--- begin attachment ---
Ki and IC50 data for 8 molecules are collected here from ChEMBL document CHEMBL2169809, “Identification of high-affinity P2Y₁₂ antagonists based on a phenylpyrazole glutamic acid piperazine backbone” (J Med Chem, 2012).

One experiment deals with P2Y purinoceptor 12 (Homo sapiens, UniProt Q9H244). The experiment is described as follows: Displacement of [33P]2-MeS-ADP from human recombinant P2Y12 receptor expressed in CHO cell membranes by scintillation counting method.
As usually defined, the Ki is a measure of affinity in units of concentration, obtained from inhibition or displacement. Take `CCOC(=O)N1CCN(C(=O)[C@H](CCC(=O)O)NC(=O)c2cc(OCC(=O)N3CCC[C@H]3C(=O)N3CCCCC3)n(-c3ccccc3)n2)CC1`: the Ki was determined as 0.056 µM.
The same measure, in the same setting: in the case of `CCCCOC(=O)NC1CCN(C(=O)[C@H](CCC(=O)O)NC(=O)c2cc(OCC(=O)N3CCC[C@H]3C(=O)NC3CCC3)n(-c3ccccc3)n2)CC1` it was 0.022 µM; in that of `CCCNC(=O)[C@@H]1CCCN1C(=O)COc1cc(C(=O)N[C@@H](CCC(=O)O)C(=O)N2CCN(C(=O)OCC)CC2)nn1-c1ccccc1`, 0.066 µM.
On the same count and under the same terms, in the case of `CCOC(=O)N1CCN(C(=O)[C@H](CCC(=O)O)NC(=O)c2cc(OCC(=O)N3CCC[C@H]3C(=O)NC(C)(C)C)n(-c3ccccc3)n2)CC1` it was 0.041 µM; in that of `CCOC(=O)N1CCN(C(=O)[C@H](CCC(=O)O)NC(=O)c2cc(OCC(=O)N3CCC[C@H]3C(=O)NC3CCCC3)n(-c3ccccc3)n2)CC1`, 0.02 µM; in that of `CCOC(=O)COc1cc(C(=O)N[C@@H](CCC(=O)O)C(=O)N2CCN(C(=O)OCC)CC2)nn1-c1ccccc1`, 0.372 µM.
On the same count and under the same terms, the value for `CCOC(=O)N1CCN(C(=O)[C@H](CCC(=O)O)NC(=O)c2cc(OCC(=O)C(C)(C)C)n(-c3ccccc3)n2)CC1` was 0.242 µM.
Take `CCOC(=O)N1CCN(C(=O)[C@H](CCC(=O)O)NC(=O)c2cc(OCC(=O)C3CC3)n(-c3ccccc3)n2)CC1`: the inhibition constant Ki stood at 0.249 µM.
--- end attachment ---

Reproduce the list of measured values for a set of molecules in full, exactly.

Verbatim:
Ki and IC50 data for 8 molecules are collected here from ChEMBL document CHEMBL2169809, “Identification of high-affinity P2Y₁₂ antagonists based on a phenylpyrazole glutamic acid piperazine backbone” (J Med Chem, 2012).

One experiment deals with P2Y purinoceptor 12 (Homo sapiens, UniProt Q9H244). The experiment is described as follows: Displacement of [33P]2-MeS-ADP from human recombinant P2Y12 receptor expressed in CHO cell membranes by scintillation counting method.
As usually defined, the Ki is a measure of affinity in units of concentration, obtained from inhibition or displacement. Take `CCOC(=O)N1CCN(C(=O)[C@H](CCC(=O)O)NC(=O)c2cc(OCC(=O)N3CCC[C@H]3C(=O)N3CCCCC3)n(-c3ccccc3)n2)CC1`: the Ki was determined as 0.056 µM.
The same measure, in the same setting: in the case of `CCCCOC(=O)NC1CCN(C(=O)[C@H](CCC(=O)O)NC(=O)c2cc(OCC(=O)N3CCC[C@H]3C(=O)NC3CCC3)n(-c3ccccc3)n2)CC1` it was 0.022 µM; in that of `CCCNC(=O)[C@@H]1CCCN1C(=O)COc1cc(C(=O)N[C@@H](CCC(=O)O)C(=O)N2CCN(C(=O)OCC)CC2)nn1-c1ccccc1`, 0.066 µM.
On the same count and under the same terms, in the case of `CCOC(=O)N1CCN(C(=O)[C@H](CCC(=O)O)NC(=O)c2cc(OCC(=O)N3CCC[C@H]3C(=O)NC(C)(C)C)n(-c3ccccc3)n2)CC1` it was 0.041 µM; in that of `CCOC(=O)N1CCN(C(=O)[C@H](CCC(=O)O)NC(=O)c2cc(OCC(=O)N3CCC[C@H]3C(=O)NC3CCCC3)n(-c3ccccc3)n2)CC1`, 0.02 µM; in that of `CCOC(=O)COc1cc(C(=O)N[C@@H](CCC(=O)O)C(=O)N2CCN(C(=O)OCC)CC2)nn1-c1ccccc1`, 0.372 µM.
On the same count and under the same terms, the value for `CCOC(=O)N1CCN(C(=O)[C@H](CCC(=O)O)NC(=O)c2cc(OCC(=O)C(C)(C)C)n(-c3ccccc3)n2)CC1` was 0.242 µM.
Take `CCOC(=O)N1CCN(C(=O)[C@H](CCC(=O)O)NC(=O)c2cc(OCC(=O)C3CC3)n(-c3ccccc3)n2)CC1`: the inhibition constant Ki stood at 0.249 µM.